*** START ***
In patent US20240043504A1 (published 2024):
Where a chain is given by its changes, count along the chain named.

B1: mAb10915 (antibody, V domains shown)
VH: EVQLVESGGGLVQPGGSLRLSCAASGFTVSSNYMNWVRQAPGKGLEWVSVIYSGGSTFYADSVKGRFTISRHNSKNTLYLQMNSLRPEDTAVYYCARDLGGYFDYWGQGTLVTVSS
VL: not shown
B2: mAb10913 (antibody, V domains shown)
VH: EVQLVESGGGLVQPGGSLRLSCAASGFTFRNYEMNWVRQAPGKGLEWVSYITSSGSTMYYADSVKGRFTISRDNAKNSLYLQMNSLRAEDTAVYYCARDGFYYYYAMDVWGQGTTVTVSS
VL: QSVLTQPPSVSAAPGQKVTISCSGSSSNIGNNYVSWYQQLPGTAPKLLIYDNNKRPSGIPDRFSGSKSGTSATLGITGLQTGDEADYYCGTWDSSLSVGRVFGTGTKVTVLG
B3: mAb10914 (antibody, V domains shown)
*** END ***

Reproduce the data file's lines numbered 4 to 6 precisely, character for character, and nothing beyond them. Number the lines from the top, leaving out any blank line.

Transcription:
VH: EVQLVESGGGLVQPGGSLRLSCAASGFTVSSNYMNWVRQAPGKGLEWVSVIYSGGSTFYADSVKGRFTISRHNSKNTLYLQMNSLRPEDTAVYYCARDLGGYFDYWGQGTLVTVSS
VL: not shown
B2: mAb10913 (antibody, V domains shown)